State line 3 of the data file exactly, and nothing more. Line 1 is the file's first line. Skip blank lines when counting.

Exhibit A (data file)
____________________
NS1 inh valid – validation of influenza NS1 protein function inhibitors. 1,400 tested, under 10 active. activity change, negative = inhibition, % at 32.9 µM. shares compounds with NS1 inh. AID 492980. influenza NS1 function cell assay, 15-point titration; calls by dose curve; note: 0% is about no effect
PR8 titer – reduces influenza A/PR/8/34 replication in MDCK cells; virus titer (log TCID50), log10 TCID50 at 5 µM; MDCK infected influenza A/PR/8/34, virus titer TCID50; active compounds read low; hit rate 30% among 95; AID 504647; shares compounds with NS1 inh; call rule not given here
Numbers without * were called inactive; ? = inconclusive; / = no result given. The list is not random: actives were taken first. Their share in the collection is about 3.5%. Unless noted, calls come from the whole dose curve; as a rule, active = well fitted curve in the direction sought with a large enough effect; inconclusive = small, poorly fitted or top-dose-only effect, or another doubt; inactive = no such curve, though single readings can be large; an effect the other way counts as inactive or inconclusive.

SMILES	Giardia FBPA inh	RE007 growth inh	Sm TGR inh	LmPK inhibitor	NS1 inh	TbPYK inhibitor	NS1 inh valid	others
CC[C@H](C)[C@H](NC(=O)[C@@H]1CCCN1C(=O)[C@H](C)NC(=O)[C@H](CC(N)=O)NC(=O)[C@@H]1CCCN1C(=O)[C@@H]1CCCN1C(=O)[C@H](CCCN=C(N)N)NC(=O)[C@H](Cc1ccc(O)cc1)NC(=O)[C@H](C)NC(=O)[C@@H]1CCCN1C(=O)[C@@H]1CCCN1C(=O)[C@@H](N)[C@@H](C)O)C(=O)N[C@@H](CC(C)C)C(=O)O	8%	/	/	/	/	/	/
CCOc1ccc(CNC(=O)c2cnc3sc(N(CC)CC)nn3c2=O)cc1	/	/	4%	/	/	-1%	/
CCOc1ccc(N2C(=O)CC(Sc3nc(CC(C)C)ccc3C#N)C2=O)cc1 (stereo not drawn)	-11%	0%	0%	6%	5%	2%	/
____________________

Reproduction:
Numbers without * were called inactive; ? = inconclusive; / = no result given. The list is not random: actives were taken first. Their share in the collection is about 3.5%. Unless noted, calls come from the whole dose curve; as a rule, active = well fitted curve in the direction sought with a large enough effect; inconclusive = small, poorly fitted or top-dose-only effect, or another doubt; inactive = no such curve, though single readings can be large; an effect the other way counts as inactive or inconclusive.